More and more, customer-centricity is becoming a thing. As in, an increasingly important philosophy to companies in managing day-to-day and even longer term planning. In comes in different forms: design thinking, social CRM, service-dominant logic, value co-creation.
But it’s not pervasive at this point. Companies still are spotty on how much they integrate customers into their processes. This is a revolution that will take some time to unfold.
In terms of innovation and product or service development, there is a spectrum of where organizations are today:
Quick descriptions of each point on the spectrum…
1. Customers have thoughts?
For these firms, customers are transactions. How will I know if I’m attuned to the customer? I look at my daily sales receipts. If they’re up, I’m attuned. If they’re down, I’m not!
2. Customers don’t know what they want
What was it Steve Jobs said again? Ah, yes: “A lot of times, people don’t know what they want until you show it to them.” Unlike the previous point on the spectrum, here, companies have considered that their customers have thoughts. They just don’t think there’s much point in paying attention to them. In a more charitable vein, Roberto Verganti cites companies that “make proposals to people”. While there’s no direct customer engagement, these companies build product intuition through trends changing other sectors. Unfortunately, many companies with the “customers don’t know” aren’t actually doing that either. It’s more someone’s whim defining the offering.
3. We respond to questions and issues
In this part of the spectrum, companies may proudly say they listen to their customers. Not too deeply though. It’s more a surface-level valuation of customer input. It doesn’t fundamentally change the company culture, or really draw customer insights more deeply into the organizational workings. The hip companies have extended this work out into social media. They monitor tweets, Facebook posts, Pinterest pins, etc. for complaints, questions and sentiment analysis.
4. We have a Customer Advisory Council
Take some of your best customers, and appoint them to a special panel that meets periodically during the year. Good forum for airing bigger picture issues. In this case, companies asttempt to more directly solicit customer input into their thinking. These sessions are good, because otherwise the only way customer feedback gets into an organization is during the sales process and then one-on-one with an account/customer rep. Insight gets trapped in a CRM account somewhere. While progressing on being attuned to customer insight, CACs are still siloed affairs. Many in the company have no idea what comes out of them. And they are removed from the day-to-day work that truly defines an organization.
5. We focus group new innovations we’ve already developed
As opposed to developing something and putting it out there, these companies work with focus groups to understand what is liked or disliked about an offering they have developed. This can be quite valuable done right, and becomes a direct conduit for customer insight into the company. The biggest problem here is that it’s after-the-fact: the product or service has already been designed. Now, in the lean startup methodology, this approach of develop and test is a core principle. In corporate land, focus groups may be less about test-and-learn, and more about affirming one’s pre-held views.
6. We solicit customer jobs-to-be-done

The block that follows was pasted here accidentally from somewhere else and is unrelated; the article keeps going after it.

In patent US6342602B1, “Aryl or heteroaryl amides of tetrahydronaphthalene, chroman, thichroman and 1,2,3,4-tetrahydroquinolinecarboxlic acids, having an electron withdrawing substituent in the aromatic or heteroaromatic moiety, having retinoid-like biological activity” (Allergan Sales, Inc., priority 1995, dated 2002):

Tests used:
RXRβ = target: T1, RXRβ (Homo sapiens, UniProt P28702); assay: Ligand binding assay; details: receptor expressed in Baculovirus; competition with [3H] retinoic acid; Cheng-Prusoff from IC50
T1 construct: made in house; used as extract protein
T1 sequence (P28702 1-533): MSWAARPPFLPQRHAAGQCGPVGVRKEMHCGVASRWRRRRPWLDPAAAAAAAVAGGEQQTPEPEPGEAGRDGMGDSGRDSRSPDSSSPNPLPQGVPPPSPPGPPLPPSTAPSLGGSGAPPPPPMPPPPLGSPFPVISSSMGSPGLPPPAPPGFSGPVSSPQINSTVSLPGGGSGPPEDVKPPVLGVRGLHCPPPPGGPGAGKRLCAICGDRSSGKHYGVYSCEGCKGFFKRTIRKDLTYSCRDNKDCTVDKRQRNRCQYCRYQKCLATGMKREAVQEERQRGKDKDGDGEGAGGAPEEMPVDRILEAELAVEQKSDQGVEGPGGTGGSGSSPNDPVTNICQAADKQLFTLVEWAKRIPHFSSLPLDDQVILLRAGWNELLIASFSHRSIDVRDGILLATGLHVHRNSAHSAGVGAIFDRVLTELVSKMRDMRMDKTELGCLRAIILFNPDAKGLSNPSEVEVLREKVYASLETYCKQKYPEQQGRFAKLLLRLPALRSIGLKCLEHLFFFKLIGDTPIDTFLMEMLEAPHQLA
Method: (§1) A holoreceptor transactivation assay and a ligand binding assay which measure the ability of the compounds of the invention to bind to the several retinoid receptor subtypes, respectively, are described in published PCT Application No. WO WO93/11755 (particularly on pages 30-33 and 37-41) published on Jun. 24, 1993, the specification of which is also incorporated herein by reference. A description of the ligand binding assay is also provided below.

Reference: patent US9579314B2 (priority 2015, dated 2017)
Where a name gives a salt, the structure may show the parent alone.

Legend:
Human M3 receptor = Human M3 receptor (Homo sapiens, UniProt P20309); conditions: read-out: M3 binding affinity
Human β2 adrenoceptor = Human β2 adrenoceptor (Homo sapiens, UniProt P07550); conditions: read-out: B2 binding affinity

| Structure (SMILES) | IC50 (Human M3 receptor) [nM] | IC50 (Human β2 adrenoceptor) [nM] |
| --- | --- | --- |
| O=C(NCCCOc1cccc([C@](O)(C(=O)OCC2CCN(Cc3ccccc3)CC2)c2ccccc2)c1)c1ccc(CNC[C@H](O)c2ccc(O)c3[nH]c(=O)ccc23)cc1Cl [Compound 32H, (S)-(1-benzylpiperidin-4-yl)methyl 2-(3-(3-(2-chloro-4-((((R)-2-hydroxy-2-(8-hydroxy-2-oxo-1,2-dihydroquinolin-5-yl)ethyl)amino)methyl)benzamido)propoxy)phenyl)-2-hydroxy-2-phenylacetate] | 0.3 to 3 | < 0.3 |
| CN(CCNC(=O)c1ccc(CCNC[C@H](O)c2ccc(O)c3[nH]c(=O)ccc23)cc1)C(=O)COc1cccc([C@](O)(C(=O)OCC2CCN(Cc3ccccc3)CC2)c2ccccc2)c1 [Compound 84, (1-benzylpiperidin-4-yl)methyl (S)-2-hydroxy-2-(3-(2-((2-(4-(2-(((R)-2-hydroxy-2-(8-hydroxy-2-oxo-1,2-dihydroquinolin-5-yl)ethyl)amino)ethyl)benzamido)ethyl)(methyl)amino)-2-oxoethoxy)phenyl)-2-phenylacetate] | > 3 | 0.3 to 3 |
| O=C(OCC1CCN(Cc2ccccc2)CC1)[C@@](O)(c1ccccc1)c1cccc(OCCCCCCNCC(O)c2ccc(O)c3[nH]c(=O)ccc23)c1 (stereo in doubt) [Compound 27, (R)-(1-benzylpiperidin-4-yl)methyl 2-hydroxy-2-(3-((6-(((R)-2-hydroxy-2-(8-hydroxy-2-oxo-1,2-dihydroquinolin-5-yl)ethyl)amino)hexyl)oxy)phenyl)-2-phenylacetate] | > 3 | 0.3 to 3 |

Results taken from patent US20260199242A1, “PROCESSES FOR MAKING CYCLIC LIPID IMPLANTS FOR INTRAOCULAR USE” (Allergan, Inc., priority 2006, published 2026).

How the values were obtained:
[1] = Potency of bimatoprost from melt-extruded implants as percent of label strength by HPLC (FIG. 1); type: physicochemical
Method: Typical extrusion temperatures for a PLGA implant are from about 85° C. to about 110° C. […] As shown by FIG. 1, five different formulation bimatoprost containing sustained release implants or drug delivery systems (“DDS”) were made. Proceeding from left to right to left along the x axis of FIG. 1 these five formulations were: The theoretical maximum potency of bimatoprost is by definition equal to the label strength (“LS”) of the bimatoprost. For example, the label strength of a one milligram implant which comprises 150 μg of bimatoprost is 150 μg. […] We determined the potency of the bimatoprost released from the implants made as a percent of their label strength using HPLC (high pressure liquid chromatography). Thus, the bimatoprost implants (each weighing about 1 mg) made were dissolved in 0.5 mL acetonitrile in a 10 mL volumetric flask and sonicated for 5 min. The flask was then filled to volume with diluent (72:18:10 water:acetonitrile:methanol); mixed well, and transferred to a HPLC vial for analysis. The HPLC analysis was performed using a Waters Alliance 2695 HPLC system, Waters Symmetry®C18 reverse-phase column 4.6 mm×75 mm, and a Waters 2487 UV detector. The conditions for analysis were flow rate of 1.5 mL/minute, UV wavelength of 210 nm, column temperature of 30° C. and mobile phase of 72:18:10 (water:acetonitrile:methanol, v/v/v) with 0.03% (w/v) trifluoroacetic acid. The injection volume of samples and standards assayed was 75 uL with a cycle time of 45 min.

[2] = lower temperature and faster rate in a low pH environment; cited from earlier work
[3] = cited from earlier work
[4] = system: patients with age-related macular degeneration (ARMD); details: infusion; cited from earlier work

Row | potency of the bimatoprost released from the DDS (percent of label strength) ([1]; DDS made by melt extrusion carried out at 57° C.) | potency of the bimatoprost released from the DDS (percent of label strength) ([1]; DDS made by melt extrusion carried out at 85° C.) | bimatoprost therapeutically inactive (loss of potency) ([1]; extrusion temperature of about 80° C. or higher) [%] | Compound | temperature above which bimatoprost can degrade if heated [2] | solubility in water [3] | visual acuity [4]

As part of their planning and design process, companies solicit customers’ jobs-to-be-done. They want to get a bead on customers are trying to accomplish with their products and services. This is no small feat. I’ve done this work myself, and it does take a willingness to open one’s mind beyond your own personal beliefs. But getting and using jobs-to-be-done in product and service design is a basis for better, more valued offerings to the market. Key here is not just engaging customers on their jobs, but actually incorporating that into design.
7. We gather customer ideas
Customers are using your offerings, and can see opportunities where new features and services would help them. While certainly product, R&D and marketing will come up with ideas on their own, what about the people who actually use your products? This is a form of open innovation. The amount of ingenuity outside your company walls dwarfs what you have internally. Key here is to solicit around focused areas for development, which makes using the ideas more feasible inside companies. Wide open idea sites can be harder for companies to process, as they don’t fit an existing initiative. Defined projects have a receptive audience and a commitment to progress forward.
8. We co-design with customers
The most advanced form of customer-centricity. Customers have a seat at the table in the actual development of products and services. This is, frankly, pretty radical. Their input guides the development, their objections can remove a pet feature favored by an executive. This is hard to pull off, as it is counter to the reason you have employees in the first place (“experts on the offering”). It requires a mentality change from being the primary source of thought to a coordinator and curator. Key here is deciding which customers to involve at what point in the process.
My guess is that most companies are still toward the left side of the spectrum, but as I say, it is a changing business world.
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Hutch Carpenter is an independent innovation management consultant. He was formerly VP of Product for Spigit, and has worked in product management for a decade. He’s a firm believer in the concept of jobs-to-be-done, which stresses the importance of understanding customers’ wants and needs. He’s @bhc3 on Twitter.